National government

(When) should we allow genome editing?

UK citizens' jury on genome editing
Wellcome Genome Campus and Genetic Alliance
12 months

Involve is partnering with the Society and Ethics Research Group, Connecting Science at the Wellcome Genome Campus, and Genetic Alliance to run a Citizens’ Jury on genome editing in the UK. This jury is part of the broader process to run a Global Citizens’ Assembly on the same topic.

Genome editing is a relatively new technique which gives scientists the ability to make highly targeted changes to DNA in plants, animals and humans. It has the potential to be inherited by future generations of the organism which was initially genome edited. The technology holds out the promise of a cure for particularly debilitating diseases, of improved harvests and animal welfare, but it also raises the possibility of designer babies and will have impacts on farming practices and animal husbandry. As a result, it raises profound questions about how the technology should be applied, how it might contribute to shared visions of the future, and critically who should decide when it should be used, and when not. 

The UK is one of the world's leading scientific centres. As a result involving the UK public in answering these questions could have an important impact on the regulatory environment here in the UK. However, as events in 2018 showed, when the Chinese scientist Dr He Jiankui used the technique to give a pair of twin girls immunity against HIV, to near universal condemnation, this is not an issue which can be solved at national level.

The UK jury is contributing to a global project led by the Centre for Deliberative Democracy and Global Governance at the University of Canberra which aims to run a Global Citizens' Assembly on genome editing. The UK Jury, along with similar deliberative processes across the world, will feed into this global assembly. Projects are already confirmed in the US, Australia and China. Projects in Belgium, France, Germany, Brazil and South Africa are also well advanced. 

What will happen in the UK

The UK Citizens' Jury is currently taking place with full running dates of 13-16 September 2022.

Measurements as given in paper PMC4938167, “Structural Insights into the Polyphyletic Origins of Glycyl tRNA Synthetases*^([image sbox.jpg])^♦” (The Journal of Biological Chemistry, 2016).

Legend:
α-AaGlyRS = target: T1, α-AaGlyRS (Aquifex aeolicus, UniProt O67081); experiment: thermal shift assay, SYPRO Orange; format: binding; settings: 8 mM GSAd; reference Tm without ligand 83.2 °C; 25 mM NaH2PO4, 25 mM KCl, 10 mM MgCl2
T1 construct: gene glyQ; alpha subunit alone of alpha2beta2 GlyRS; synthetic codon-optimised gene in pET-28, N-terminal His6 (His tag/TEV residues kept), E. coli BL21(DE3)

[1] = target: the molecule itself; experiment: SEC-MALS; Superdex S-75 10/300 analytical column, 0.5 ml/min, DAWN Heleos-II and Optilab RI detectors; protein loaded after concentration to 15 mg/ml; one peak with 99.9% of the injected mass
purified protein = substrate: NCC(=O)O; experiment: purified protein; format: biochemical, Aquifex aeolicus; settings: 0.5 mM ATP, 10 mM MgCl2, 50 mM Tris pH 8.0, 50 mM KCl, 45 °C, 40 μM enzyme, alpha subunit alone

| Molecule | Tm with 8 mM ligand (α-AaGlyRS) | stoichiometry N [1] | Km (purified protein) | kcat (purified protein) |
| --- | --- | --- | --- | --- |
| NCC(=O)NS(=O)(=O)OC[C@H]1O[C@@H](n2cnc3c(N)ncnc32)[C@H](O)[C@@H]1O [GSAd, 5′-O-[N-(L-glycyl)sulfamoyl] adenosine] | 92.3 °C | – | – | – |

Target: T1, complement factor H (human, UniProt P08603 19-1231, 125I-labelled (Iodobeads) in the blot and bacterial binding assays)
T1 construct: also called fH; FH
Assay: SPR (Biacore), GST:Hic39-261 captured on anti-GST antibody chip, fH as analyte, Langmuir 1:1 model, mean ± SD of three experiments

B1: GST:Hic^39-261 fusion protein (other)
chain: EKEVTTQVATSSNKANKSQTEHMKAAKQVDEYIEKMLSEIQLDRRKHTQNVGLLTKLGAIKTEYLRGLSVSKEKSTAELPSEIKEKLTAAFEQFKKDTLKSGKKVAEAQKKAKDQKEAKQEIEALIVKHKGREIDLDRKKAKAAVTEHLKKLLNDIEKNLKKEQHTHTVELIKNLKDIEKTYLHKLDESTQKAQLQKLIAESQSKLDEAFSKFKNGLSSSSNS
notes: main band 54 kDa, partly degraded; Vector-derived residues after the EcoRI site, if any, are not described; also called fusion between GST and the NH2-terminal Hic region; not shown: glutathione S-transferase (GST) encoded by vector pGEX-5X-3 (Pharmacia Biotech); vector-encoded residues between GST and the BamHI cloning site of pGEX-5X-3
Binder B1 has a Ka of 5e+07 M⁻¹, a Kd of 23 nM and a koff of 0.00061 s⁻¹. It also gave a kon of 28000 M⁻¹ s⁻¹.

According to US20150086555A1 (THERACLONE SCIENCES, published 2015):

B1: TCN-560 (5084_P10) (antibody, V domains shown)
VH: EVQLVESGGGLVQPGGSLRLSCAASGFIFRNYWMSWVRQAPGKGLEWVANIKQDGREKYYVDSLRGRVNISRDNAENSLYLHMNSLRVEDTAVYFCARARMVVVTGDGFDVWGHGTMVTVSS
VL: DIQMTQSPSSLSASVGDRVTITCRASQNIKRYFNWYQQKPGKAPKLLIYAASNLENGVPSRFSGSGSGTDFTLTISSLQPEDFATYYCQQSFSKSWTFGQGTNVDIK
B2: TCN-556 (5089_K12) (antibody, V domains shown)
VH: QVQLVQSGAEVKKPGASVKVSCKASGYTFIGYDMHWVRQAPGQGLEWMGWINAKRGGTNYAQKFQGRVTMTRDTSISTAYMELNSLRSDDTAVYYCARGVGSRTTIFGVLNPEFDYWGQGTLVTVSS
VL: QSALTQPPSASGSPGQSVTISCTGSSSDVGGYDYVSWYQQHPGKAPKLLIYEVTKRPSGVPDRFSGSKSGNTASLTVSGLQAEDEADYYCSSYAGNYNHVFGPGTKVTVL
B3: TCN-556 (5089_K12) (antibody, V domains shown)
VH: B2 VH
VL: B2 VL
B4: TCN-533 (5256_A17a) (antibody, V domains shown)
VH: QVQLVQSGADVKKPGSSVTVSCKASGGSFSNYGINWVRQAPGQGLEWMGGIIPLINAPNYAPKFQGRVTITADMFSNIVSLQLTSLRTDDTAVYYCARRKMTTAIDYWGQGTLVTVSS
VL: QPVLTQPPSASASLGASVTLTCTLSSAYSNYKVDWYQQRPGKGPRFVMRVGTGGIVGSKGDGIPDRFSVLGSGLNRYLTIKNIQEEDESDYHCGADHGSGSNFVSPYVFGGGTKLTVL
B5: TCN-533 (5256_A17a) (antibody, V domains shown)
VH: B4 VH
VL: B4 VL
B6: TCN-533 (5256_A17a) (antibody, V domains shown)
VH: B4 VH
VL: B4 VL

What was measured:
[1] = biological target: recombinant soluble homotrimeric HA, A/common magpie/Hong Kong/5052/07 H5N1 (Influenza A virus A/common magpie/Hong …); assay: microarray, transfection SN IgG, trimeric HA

The Jury is formed of 22 patients, family and carers affected by genetic disorders. It is deliberating on the following question:

Are there any circumstances under which a UK Government should consider changing the law to allow intentional genome editing of human embryos for serious genetic conditions?

The Jury is hearing evidence from a diverse group of specialists and people with lived experience during their deliberations. In answering the question, they will develop a set of recommendations for policy makers and scientists. These recommendations will be published. Alongside this report, we will publish an account of how the process worked and what considerations the Jurors took into account as they developed their recommendations. 

The UK Citizens' Jury on Genome Editing is also a creative project. We have commissioned Green Eyed Monster Films in collaboration with Lambda Films to film the entire Citizens’ Jury and release a short documentary about the event. The film will be made publicly available  with the aim of supporting a wider public to understand how the Jury worked and to contribute to the debate. We will also share the footage with a team of film-makers based in Australia (Genepool Productions) who are working on a series for worldwide distribution. 

Project oversight

We have convened an Oversight Group to provide input to and comment on: 

  • The overall framing of the Jury and key questions to be addressed 
  • Background/stimulus materials (ensuring it is comprehensive, balanced and neutral and accessible to a lay audience) 
  • The balance of experts invited to contribute to the Jury
  • Communications strategy 
  • Outputs from the dialogue exercises including written reports. 

The members of the Oversight Group are:

Mark Bale, former Deputy Director, Genomic Science Policy, Department of Health and Social Care

Catherine Joynson, Assistant Director, Nuffield Council on Bioethics

Sarion Bowers, Head of Policy, Wellcome Sanger Institute

Nick Meade, Director of Policy, Genetic Alliance UK

“I am incredibly excited to be partnering with Involve and Genetic Alliance to deliver the UK’s citizens' jury for the Global Citizens’ Assembly. It is paramount that public audiences across the world have a voice in policy on the future of genome editing technologies so that the technology is able to serve society in ways that are acceptable”

Project Partner Professor Anna Middleton, Wellcome Connecting Sc

“Genome editing raises many profound moral and ethical questions. It is therefore critical that publics around the world are fully involved in the debate about whether, when and how the technology should be deployed. The Global Citizens’ Assembly is an important step to supporting the development of this global democratic debate. We’re delighted to be working with Wellcome connecting science and genetic alliance on the UK citizens’ jury component of this important initiative.”

Simon Burall, Involve

Image credit: Alice Mollon